$340k medians in the most in-demand capital city
Following a surprisingly strong 2015, Hobart’s market is enjoying some real estate conditions worthy of recognition in the first quarter of 2016
Hobart’s vacancy rates tightened by 0.4% from February 2015 to February 2016, SQM Research data shows, and it now takes top place for lowest capital city vacancy rates at 0.9%. In dwelling terms, that equates to just 239 vacant properties.
In an SQM Research March report, analysts concluded that “Hobart continues to record the most affordable rental accommodation with rents for houses at just $337 a week, while units on average rent for $286 a week”, a factor that’s underpinning its low vacancy levels.
But while rents may be cheap, they’re growing. Further SQM Research data shows weekly asking house rents are up 6.1% since the first quarter of 2015, and units rents have increased by 2.1% since the end of 2015.
Tightening vacancy rates will likely impact on rents further, says SQM Research managing director Louis Christopher. “Melbourne, Hobart and Canberra are all recording downward trends in vacancies now and this is resulting in upward pressure in rents for these three cities.”
These figures are reflected in Hobart’s rental yield growth, which is the second-highest capital city yield, at 4.1% growth for houses and 2.4% for units year-on-year to February 2016.
Hobart’s median dwelling prices have come a long way since 2011, when Tasmania’s capital was handed the undesirable award for worst-performing state in Australia.
CoreLogic RP Data’s market research report in February showed a $335,000 median for houses, which equates to a 6.1% rise in values over 12 months, and a median of $245,500 for units, or a
Looking ahead, opinions vary on Tasmania’s economic standing. Property growth is expected to be stable but modest, says a report by BIS Shrapnel. “Tasmania lacks strong industry drivers to generate strong employment growth,” the report states, adding that if excess stock remains on the market, price growth is “expected to be modest and likely underpinned by low interest rates”.
An opposing viewpoint came from the Deloitte Access Economics Business Outlook
, which described Tasmania’s economy as “well and truly on the rise” – a sentiment echoed by Tasmanian Chamber of Commerce and Industry chief executive Michael Bailey, who said Tasmania’s major industries were gaining new life following the effects of Australia’s post-mining-boom slump.
The exceptions, he says, are the northern and north-eastern economies, which have been hard hit by the forestry industry downturn.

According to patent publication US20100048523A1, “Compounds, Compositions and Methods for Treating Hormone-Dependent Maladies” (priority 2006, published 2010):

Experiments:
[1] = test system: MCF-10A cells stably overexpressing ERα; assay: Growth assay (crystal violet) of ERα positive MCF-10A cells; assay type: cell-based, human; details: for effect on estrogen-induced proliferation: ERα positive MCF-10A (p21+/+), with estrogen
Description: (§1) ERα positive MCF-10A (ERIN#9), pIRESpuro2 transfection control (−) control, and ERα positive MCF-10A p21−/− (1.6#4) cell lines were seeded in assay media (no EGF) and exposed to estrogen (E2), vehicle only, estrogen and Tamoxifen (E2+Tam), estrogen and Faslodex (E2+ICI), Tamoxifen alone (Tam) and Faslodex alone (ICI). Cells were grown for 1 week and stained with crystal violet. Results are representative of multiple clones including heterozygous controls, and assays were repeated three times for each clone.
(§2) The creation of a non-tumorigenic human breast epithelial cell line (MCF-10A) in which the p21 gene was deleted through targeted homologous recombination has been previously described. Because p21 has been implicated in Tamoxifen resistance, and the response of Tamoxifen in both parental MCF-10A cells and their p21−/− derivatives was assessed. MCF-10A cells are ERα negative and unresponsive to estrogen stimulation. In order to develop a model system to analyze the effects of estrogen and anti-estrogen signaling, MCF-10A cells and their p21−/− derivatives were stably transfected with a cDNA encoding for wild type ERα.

Josh Hart, director of One Agency Launceston, confirms that sentiment surrounding the property climate is positive. “[Hobart] is now known as a stable, safe and sought-after location due to its value for money compared to its counterparts,” says Hart, who agrees that Tasmania has turned a corner after its tough post-GFC years.
A potential boost to the state’s investor activity could come in the form of the Building Bill 2016, which will streamline the building and approval process. “[This will] encourage further residential and commercial development, reduce delays and increase additional costs,” says Hart. “We can only see this as a positive step that will encourage investors.”
Apart from its low median and solid yields, Hobart has a lot more to offer. Certain localities are finding well-priced properties are moving after the first open home, says Hart, who is also seeing strong competition in inner-city suburbs.
“With the Myer building now completed in the Hobart CBD, the University of Tasmania’s new accommodation and cultural and performance precinct, plus other commercial buildings progressing strongly, properties within close proximity to the CBD will be in demand throughout 2016,” Hart predicts.
CoreLogic RP Data statistics point to units in North Hobart and Battery Point
as high-growth, gaining 25% and 23% in the year to February 2016 respectively. In Hobart CBD and Mount Stuart
, houses have taken the lead with 23% gains.
Just 6km north of Hobart, the suburb of Moonah is undergoing significant transformation that is creating renewed confidence as it transforms from working-class suburb to trendy café and dining hub with a very attractive entry point. “When compared to North Hobart where a minimum entry point is $450,000 for a three-bed, one-bath home, a similar property can be purchased in Moonah for $300,000,” says Hart.
Launceston offers affordability, says Hart, location (a 45-minute flight from Melbourne) and highly regarded schools. And northwest of Launceston, Bernie has seen 11% growth over the past 12 months, according to CoreLogic RP Data, while major regional centre Devonport
offers rental yields of 6% for its $240,000 median.
SUBURB TO WATCH
North Hobart: Houses snapped up in 3 weeks
As far as inner-city houses go, North Hobart is home to the most affordable you’ll find in Australia – and houses are on and off the market with lightning speed.
CoreLogic RP Data shows the average listing is 21 days, making North Hobart the fastest-moving market in Tasmania, followed by Mount Stuart with a 33-day average. Its period-style homes and quaint cottages are in high demand, a fact evidenced by growth of 9.3% in the past year.
One of the major social hubs of Hobart, with a main strip thriving with restaurants, cafes, pubs and boutique stores, North Hobart is touted as a suburb where everything you need is a walk away. Good rental yields of 4.7%, and predictions that inner-city suburbs will offer long-term growth, make it easy to see why North Hobart is selling so fast.
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